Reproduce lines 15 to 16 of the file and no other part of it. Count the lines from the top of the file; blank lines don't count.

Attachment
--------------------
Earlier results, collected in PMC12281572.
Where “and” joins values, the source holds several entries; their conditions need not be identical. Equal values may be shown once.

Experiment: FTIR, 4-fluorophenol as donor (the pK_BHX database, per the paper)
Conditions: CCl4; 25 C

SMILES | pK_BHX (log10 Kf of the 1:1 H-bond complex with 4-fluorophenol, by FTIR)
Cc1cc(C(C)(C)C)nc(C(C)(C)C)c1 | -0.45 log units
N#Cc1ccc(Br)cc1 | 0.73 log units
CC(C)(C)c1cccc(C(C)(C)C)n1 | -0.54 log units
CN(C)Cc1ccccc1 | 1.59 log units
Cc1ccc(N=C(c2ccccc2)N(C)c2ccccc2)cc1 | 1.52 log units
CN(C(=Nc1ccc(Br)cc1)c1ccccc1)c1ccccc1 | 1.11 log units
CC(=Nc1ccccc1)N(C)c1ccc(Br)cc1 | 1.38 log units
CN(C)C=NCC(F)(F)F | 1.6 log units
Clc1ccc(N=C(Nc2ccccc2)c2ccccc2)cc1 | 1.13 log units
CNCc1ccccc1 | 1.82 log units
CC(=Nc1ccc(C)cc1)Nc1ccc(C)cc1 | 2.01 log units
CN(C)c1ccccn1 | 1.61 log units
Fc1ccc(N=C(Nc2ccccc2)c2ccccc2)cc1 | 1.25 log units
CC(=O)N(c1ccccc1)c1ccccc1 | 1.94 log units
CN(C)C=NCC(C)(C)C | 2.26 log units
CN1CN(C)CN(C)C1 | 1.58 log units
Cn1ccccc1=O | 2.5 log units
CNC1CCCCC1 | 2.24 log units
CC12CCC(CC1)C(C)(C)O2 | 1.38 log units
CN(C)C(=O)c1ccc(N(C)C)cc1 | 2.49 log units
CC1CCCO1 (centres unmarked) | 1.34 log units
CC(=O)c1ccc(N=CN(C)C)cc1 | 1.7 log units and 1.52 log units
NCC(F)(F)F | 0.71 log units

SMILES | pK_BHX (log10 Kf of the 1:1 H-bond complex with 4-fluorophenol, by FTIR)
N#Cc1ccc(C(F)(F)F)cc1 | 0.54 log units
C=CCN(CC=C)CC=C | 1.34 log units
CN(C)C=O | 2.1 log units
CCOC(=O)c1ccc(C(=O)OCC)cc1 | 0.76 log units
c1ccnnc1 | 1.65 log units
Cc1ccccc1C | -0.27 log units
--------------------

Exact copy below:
CNCc1ccccc1 | 1.82 log units
CC(=Nc1ccc(C)cc1)Nc1ccc(C)cc1 | 2.01 log units